Undoubtedly, smoking has its benefits. Why else are there more than a billion smokers in the world?

Quite simply, cigarettes get their addictive nature from two different sources. First, there's the physical effect that nicotine has on the human brain. But that's just one aspect of it. We'll explore both in this post.

Physical dependency

Physical dependency is relatively straight-forward. A cigarette is an efficient and highly engineered drug-delivery system Nicotine is an addictive substance and it’s what gets you hooked in the first place.

In essence, it works like this: After you inhale cigarette smoke, your blood quickly absorbs nicotine. Less than ten seconds later, it reaches the brain. That’s where it activates receptors that in turn release a chemical called dopamine (the ‘feel good’ hormone). The result is the sweet feeling of relief you get from your first puff.

This pleasure response to dopamine is a big part of the nicotine addiction process. Consider this. An average smoker will take 10 puffs on a cigarette for about 5 minutes. That means that a person who smokes about one pack each day gets 200 nicotine hits to the brain. Every single day. Not hard to imagine how regular smoking changes the brain in certain ways. Millions of new nicotine receptors develop and they all want to be ‘fed’ with nicotine. That’s what creates your need to smoke.

Psychological addiction

No wonder nicotine is highly addictive. However, that’s not the sole reason why it’s so hard to quit smoking. There’s another side to addiction which is often overlooked but incredibly important. The psychological addiction.

Virtually all smokers have certain situations, people or feelings that trigger their smoking. Cigarettes serve as a crutch to get through stressful or otherwise challenging days. You might enjoy the breaks at work that you take to smoke with your colleagues. The cigarette you smoke as a reward after a long work day. The morning cigarette that accompanies your coffee. Or the stress relief you get from taking regular timeouts to indulge in your smoking habit.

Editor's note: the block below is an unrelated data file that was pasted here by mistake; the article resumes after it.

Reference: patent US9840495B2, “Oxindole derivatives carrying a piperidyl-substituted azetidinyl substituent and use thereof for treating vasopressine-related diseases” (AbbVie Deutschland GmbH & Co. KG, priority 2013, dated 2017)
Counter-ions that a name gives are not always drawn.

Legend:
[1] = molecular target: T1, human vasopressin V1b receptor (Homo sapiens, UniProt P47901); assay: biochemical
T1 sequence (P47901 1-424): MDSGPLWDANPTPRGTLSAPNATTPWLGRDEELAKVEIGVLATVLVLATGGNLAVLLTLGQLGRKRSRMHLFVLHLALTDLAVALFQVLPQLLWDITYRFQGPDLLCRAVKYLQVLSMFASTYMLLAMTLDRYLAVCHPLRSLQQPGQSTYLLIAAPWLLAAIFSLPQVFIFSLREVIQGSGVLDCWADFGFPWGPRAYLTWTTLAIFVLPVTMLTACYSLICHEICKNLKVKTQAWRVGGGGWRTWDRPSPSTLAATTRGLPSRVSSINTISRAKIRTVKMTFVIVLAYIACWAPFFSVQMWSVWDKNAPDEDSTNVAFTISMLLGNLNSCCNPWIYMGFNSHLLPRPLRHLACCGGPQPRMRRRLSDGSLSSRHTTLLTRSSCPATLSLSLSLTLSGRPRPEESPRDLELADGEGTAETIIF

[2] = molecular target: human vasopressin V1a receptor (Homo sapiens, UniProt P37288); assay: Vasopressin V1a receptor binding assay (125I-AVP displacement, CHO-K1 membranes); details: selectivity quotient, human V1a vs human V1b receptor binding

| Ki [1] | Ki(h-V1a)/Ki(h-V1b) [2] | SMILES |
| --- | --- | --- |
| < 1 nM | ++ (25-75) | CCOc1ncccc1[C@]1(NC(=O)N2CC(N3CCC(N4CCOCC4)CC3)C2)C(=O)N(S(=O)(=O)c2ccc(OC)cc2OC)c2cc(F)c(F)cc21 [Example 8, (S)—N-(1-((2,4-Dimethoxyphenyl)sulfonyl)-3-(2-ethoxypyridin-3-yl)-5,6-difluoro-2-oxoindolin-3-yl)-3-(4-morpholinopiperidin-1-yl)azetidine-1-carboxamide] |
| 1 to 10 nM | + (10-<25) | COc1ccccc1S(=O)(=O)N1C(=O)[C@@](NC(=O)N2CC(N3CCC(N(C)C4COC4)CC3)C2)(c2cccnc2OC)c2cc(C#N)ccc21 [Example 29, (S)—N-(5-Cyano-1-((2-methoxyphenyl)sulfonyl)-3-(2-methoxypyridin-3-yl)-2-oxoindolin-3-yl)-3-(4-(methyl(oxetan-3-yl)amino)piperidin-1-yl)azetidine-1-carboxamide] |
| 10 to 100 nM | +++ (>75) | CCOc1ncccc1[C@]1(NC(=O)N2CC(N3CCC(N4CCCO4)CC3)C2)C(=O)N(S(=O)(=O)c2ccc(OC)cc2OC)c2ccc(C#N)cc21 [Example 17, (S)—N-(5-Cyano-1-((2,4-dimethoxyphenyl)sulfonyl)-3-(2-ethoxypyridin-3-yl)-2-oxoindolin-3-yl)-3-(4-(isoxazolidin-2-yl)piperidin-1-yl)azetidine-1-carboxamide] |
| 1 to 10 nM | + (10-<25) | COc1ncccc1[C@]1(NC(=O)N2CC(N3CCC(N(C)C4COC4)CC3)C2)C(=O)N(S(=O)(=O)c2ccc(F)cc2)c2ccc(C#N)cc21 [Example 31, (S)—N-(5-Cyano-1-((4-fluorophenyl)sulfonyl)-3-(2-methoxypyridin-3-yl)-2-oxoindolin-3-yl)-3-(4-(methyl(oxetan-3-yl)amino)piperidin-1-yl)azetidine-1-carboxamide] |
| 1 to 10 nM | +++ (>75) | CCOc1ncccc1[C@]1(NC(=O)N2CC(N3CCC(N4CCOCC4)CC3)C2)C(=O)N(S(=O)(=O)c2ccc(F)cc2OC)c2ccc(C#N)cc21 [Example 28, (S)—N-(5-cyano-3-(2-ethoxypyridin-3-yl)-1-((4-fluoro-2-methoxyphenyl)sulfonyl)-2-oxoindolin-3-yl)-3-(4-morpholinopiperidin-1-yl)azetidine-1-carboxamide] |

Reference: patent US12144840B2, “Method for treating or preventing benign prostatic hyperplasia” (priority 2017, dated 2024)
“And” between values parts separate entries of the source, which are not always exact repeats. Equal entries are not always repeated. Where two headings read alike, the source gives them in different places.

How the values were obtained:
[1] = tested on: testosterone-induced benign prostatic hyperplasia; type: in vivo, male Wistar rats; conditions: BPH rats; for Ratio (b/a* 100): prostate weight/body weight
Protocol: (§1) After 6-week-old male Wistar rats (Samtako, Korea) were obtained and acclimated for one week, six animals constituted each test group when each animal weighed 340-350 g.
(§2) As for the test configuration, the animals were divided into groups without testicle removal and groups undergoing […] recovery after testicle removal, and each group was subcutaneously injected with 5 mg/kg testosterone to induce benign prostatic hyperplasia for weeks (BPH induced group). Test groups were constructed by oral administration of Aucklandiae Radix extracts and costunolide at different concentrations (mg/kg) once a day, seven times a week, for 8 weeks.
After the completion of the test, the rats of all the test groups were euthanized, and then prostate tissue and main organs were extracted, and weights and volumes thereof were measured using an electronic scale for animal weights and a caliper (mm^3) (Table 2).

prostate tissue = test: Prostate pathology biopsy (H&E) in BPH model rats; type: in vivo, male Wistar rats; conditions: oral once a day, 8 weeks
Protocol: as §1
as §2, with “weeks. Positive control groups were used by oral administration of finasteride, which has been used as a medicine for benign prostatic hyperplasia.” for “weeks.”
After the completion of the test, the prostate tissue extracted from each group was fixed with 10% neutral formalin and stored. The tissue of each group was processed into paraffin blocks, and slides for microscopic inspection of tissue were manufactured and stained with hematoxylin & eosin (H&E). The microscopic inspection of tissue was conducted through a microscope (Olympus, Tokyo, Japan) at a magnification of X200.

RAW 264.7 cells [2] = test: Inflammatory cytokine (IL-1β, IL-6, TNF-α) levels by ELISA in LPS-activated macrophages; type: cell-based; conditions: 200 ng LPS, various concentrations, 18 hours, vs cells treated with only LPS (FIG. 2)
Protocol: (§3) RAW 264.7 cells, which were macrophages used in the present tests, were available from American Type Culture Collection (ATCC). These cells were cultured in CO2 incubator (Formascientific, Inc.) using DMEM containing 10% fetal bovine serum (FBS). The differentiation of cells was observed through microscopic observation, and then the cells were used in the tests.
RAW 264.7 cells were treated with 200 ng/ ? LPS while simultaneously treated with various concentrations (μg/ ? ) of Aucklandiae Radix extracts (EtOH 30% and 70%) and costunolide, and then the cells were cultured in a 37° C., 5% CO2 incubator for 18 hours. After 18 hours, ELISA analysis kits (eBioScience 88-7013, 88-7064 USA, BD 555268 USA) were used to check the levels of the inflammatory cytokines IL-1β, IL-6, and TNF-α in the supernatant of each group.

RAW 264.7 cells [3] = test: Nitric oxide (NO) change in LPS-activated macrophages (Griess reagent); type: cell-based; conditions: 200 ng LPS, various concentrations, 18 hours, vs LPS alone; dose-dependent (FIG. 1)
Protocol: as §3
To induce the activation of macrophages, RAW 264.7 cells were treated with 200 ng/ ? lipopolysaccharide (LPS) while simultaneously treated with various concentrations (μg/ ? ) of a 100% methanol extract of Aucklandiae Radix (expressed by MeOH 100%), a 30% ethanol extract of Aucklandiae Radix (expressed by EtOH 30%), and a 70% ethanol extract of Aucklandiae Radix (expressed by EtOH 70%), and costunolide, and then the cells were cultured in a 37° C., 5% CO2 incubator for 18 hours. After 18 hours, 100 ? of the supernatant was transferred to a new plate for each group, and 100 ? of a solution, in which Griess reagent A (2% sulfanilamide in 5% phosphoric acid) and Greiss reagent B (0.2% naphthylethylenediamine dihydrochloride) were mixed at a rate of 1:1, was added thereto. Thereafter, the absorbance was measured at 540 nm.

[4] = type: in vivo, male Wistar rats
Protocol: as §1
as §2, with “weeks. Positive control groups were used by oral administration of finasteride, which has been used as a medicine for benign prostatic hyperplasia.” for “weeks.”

It’s often difficult to be aware of the psychological effects of smoking. Over time, the triggers, the subtle feelings of stress, the rituals to structure the day become automatic.

5 strategies to get unhooked

Smokers who want to quit successfully need to tackle both the physical and the psychological side of addiction. That's why—for most peoplethe most effective way to tackle addiction is to use a combination of nicotine replacement therapy (NRT) and a guided therapy program to address the psychological addiction, like Pocketcoach. Here's an overview of those strategies:

NRT. Nicotine replacement therapy helps ease the burden of quitting by gradually reducing the nicotine intake. Nicotine patches, gums and lozenges reduce cravings and can even limit weight gain. To see whether or not NRT is helpful in your situation you can test your level of addiction here.

Reframing unhelpful beliefs about smoking. The physical addiction typically last one to three months; the psychological addiction though can have you relapse even after years. The reason is that smokers develop unhelpful beliefs about smoking which need to be challenged systematically.

Pause-and-plan response. This innate physiological reaction is a trick to improve one's willpower. In order to activate the brain areas responsible for self-control you can activate the pause-and-plan response. Luckily, it's really simple. You slow down your breathing to about 4-6 breaths per minute. Do this for a three minutes and you'll find it much easier to deal with cravings.

5-minute timeout. Nicotine cravings don't last longer than five minutes. They can feel much longer but if you withstand for just a few minutes, you're good. That's why the 5-minute timeout is so helpful. It basically means distracting yourself for a few moments to get through cravings. Call a friend, play a game on your phone or make yourself a cup of tea.

De-linking triggers from smoking. Last but not least, there are many things around you that trigger your smoking . Especially at the beginning of your new life as a non-smoker, it's crucial that you identify your worst triggers and de-link them from your old habit. Instead of lighting up without thinking about it, this will allow you to form new, healthier habits.

Quitting is about applying these simple strategies systematically. You can go about it alone or get yourself a guide. Whatever you decide, remember this: The earlier you quit, the better for your health, your wallet and the people around you.


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